"There are three things that have divided Australia: Conscription, Whitlam, and Lindy Chamberlain". Conscription drives one of the New Wave of Australian Playwriting's first great plays, "The Legend of King O'Malley", and Whitlam drives a whole heap of the rest of that New Wave. But Lindy Chamberlain hasn't really had much of a theatre presence - there was an opera in 2002 but otherwise the space is clear for a good-quality piece of theatre for an enduringly controversial story.
Alana Valentine's telling uses, as the title suggests, the thousands of letters sent to Chamberlain since the controversial death of her daughter in 1980. It keeps the setting very clearly domestic (James Browne's set is a simple lounge-and-dining-room-setup, with adaptations largely through lighting and staging to take us to other locations) and has Lindy as our prime viewpiont, with most commentary coming from the letters. Jeanette Cronin holds the stage as Lindy with aplomb - with multiple costume and wig changes to cover the era (from the iconic big-bob to her modern smart-clipped hair). It is in some ways a very folksy evening, and offers a lot of light and shade in telling the story - Lindy is eminently pragmatic and common-sense about what happened to her and we're not subjected to two-odd hours of angst so much as a story with an undercurrent of pain that sneaks through. The focus so tight on Lindy does occasionally mean we get the sense other elements don't get much traction (her husband Michael, for instance, is virtually invisible in this version), but what it loses in breadth it gains in individual empathy.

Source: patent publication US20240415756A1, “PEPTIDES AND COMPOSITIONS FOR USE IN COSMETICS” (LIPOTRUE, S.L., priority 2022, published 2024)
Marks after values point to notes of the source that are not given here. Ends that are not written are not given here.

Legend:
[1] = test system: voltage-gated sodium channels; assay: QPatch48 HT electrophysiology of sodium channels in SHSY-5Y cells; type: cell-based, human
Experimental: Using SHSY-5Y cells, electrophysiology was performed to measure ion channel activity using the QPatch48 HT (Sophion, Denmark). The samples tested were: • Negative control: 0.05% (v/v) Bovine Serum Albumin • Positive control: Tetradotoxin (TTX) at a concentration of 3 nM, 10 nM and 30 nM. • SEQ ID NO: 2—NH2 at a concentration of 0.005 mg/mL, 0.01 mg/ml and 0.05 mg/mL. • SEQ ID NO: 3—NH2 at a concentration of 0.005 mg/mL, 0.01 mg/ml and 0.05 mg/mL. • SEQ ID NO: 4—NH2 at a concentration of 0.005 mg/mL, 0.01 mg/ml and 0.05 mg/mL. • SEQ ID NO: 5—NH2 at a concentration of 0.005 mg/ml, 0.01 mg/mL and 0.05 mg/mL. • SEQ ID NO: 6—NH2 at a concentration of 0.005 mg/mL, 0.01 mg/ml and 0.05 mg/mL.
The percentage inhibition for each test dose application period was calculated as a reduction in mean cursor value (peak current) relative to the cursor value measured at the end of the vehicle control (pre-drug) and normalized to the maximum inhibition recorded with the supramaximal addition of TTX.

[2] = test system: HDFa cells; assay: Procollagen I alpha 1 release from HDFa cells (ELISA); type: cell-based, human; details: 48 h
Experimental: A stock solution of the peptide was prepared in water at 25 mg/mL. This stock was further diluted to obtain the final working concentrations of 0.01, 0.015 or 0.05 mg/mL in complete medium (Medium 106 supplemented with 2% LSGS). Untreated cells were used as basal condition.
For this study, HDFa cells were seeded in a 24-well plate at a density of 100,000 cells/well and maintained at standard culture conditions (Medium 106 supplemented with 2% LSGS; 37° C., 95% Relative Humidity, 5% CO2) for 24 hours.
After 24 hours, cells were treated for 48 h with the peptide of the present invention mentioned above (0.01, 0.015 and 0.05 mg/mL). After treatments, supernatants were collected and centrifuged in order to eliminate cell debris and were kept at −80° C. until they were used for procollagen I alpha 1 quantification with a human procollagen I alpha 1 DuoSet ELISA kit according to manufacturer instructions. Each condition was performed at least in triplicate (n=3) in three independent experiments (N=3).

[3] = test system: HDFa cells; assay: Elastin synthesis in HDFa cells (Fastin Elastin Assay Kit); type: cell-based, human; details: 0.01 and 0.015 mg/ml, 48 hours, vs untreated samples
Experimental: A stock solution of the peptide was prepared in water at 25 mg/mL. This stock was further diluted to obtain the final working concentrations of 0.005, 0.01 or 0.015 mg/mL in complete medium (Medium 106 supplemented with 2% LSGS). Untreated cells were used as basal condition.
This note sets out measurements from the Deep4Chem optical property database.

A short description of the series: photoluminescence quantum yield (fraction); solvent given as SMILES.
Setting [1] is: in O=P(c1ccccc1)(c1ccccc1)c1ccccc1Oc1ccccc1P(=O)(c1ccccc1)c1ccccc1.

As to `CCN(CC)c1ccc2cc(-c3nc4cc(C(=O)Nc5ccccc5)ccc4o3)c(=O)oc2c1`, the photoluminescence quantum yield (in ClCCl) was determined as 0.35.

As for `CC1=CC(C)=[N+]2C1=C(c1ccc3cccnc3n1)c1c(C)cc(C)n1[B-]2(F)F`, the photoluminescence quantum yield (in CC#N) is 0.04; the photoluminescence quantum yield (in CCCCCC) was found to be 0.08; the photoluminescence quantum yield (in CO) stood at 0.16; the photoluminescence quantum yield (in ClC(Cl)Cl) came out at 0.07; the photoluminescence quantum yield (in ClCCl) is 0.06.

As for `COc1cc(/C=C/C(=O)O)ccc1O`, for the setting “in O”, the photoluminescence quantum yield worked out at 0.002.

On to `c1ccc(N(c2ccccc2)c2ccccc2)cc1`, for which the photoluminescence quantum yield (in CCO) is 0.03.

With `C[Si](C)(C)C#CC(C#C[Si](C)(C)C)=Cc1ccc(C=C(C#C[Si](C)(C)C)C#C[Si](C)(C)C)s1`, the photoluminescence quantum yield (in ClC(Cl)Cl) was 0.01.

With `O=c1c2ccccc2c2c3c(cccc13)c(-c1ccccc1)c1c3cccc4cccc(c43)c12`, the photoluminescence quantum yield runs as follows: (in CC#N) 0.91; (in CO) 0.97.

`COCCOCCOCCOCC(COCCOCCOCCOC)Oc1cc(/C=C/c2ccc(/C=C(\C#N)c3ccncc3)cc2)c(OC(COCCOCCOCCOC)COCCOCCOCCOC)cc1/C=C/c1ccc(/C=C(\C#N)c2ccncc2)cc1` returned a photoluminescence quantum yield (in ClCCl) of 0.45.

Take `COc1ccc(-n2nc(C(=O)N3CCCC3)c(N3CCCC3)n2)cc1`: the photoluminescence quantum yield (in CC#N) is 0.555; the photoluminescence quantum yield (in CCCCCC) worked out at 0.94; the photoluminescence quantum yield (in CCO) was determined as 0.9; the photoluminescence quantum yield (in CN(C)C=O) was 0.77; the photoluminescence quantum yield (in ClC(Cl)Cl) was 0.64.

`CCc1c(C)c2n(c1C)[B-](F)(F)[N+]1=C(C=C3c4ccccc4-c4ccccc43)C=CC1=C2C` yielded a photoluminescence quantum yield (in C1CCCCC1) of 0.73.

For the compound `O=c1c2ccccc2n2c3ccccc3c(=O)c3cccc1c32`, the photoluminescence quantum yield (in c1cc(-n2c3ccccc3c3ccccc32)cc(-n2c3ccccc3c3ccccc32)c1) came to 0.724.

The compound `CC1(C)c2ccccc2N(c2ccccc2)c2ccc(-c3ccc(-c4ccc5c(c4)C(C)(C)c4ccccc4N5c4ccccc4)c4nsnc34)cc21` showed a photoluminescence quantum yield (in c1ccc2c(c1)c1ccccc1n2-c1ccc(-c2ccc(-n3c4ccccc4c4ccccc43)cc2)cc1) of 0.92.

The remaining ensemble play various letter writers and other figures, crossing age-ranges and genders with aplomb. Glenn Hazeldine maybe does the greatest range (slipping touchingly into the role of Lindy's youngest son, Aiden) but Phillip Hinton and Jane Phegan match well in various roles.
This is engaging, intriguing theatre that captures the heart and the mind and is worthy of a watch.